HSoC Weekly Update

February 20 - 24, 2023

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Quote of the Week

We often don’t realize that where God puts us is the very place we need to be to receive what He wants to give us.

Priscilla Shirer

Recent Graduates

Scholarship Guidance

Below you will find a list of 15 Scholarship Programs that will give out more than 220 Individual Scholarship Awards during the 2022 school year. Students from your school district are eligible for all awards below.

*Weekly Scholarship Newsletter available here: https://scholarshipguidance.com/newsletter

College Financial Aid Award Letters

College award letters are often designed poorly. They use confusing jargon, omit important information, and fail to highlight what matters: how much you need to borrow or pay.

In 2018, the New America research organization analyzed over 500 award letters to find:

  • 136 different terms were used to describe the same type of federal loan, with 24 of those terms not even using the word “loan”
  • 15% of letters mischaracterized parent loans as student award
  • More than 30% of letters didn’t include any information about the college’s costs, to help contextualize the financial aid offer
  • 60% of letters didn’t calculate the amount students would need to pay out of pocket

But college is one of the most expensive decisions we can make, with lasting financial repercussions on your future. So in the next few videos, we’ll go through how college finances work and what you need to know.

Video: https://youtu.be/XZhpwKlYVco

Two Key parts of a College Award Letter:

Not only do financial award letters fail to be straightforward; they’re also frustratingly inconsistent. Yes, that makes it difficult to compare. But in all cases, you want to pay attention to two pieces of information:

  1. How much it costs to attend the college
  2. How much financial aid you’ll get

The “Cost of Attendance” should include ALL costs (not just “direct” ones like tuition or accommodation). It should also include the other “indirect” costs of going to collegeーlike paying for textbooks and supplies, transport to get back home for winter/spring/summer breaks, and other incidentals. Only about half of schools properly include all indirect costs too.

The “financial aid” package will include a blend of:

  • federal government aid (if you filled out your FAFSA®)
  • state government aid (if you filled out your state aid AND are attending school in-state)
  • institutional aidー in other words, grants and scholarships from your specific college, normally funded by their endowment

Video: https://youtu.be/ZnrCm4YsEaA

Three types of financial aid: Grants, Work-Study, and Loans

There are really only 3 categories of aid:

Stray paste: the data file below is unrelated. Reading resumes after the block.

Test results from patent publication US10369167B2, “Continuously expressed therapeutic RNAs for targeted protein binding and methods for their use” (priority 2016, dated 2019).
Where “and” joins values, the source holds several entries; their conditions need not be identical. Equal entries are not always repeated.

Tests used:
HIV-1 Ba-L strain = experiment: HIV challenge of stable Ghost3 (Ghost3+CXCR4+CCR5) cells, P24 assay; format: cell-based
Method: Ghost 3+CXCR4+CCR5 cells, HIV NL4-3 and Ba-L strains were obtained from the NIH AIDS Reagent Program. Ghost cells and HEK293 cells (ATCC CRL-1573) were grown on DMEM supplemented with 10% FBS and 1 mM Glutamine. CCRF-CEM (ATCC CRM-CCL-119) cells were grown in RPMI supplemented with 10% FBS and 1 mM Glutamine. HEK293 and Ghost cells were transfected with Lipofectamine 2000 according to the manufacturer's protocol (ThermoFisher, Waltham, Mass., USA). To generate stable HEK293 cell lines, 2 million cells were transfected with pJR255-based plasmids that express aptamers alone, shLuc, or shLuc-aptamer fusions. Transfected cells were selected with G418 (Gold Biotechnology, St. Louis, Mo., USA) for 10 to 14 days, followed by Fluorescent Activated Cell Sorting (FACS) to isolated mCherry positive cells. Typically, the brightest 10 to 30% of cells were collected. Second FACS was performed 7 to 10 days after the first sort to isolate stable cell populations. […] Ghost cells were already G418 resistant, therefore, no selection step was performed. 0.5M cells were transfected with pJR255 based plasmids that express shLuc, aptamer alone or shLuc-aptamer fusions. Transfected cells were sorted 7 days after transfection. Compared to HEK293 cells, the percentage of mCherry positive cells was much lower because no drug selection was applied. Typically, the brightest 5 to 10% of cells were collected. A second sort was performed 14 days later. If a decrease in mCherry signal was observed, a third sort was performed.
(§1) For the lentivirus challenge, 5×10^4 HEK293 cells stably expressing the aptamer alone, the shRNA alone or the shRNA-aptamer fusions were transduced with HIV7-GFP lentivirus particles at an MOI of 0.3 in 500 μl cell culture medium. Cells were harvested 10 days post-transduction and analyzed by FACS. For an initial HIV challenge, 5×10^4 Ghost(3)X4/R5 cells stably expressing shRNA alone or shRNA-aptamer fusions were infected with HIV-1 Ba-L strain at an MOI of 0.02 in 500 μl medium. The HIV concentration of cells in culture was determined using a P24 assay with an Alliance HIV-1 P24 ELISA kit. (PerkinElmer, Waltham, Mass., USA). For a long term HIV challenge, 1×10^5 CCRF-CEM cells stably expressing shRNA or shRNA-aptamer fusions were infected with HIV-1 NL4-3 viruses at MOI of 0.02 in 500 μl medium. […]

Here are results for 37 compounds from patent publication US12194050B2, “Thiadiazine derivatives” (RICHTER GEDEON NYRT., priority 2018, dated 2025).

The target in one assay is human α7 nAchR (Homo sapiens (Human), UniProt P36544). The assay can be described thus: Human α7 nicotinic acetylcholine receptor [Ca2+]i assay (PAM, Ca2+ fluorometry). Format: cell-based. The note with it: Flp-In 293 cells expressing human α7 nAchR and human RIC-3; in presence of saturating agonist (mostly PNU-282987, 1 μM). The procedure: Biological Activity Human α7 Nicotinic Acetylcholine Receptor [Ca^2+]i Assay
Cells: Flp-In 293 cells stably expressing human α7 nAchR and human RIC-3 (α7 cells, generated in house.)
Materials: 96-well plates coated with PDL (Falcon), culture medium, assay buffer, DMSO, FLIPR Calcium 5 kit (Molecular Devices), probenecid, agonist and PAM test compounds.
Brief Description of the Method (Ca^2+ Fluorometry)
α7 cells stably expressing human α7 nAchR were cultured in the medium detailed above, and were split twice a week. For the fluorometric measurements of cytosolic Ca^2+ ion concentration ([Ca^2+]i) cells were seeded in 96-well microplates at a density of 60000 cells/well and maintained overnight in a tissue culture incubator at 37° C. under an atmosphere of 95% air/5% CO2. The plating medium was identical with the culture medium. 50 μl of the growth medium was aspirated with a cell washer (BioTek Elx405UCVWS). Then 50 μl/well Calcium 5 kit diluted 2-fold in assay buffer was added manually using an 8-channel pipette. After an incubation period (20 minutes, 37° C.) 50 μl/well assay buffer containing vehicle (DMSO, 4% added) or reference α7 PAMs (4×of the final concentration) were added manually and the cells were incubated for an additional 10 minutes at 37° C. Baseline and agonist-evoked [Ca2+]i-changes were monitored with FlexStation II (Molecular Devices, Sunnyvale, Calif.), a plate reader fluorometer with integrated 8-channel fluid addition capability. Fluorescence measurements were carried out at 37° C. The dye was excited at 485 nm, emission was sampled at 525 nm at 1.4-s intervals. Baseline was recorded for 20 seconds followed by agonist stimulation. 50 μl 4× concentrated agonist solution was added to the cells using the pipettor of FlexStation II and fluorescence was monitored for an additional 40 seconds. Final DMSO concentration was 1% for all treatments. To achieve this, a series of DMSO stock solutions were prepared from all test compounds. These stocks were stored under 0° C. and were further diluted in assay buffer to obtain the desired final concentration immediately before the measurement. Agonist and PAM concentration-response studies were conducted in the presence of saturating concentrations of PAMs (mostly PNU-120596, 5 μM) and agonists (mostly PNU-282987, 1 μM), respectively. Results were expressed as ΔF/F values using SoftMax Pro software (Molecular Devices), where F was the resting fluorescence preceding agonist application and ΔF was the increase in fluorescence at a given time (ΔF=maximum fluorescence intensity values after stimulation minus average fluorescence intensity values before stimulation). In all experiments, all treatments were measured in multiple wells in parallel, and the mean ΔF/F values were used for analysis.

1. Grants and scholarships (also known as “gift aid”): This is free money from either the government or your college. You do not have to pay it back.

  2. Work-study: This is money you are guaranteed, as long as you work for it. For example, the federal government might offer you $1500 per semester in Work-Study. You’ll have to find a qualifying work-study job (there should be many on campus!) to earn that $1500. Different jobs may have different pay rates, so depending on what you get, it’ll mean a different number of hours before you max out on that $1500.

  3. Loans: Loans should be your last resort, so only take what you need. But if you need to take them, max out first on the direct subsidized/unsubsidized loans offered by the government. (These have lower interest rates.) If that’s not enough, you might also be offered Parent PLUS loans which technically your parents must pay back, not you. These have closer to “market-rate” terms (meaning that they may or may not be better than take a private loan).

You’ll need to reply to your college to say what aid you accept or decline, so remember that while you should ALWAYS accept grants, scholarships, and work-study (if you don’t end up working, nothing happens)ーyou may choose to accept only part of the loans offered to you.

Video: https://youtu.be/AdjtBp0-MtA

High School of Choice (HSoC)

We are an alternative high school designed to help at-risk students achieve their goals of high school graduation and beyond. HSoC supports students through rigorous, innovative, and engaging learning experiences. Every student will be empowered to fiercely navigate their world with resilience, purpose, courage, humility, and pride.

Academic Performance and Effort

It is an expectation that all High School of Choice (HSoC) students put forth the effort to reach their maximum potential. Academic excellence is achieved by challenging yourself to improve on every assignment or task you encounter.

WISD Vision: Our vision is to be a district where innovation thrives and growth is limitless

ERIC THOMAS - CONTROL (Powerful Motivational Video)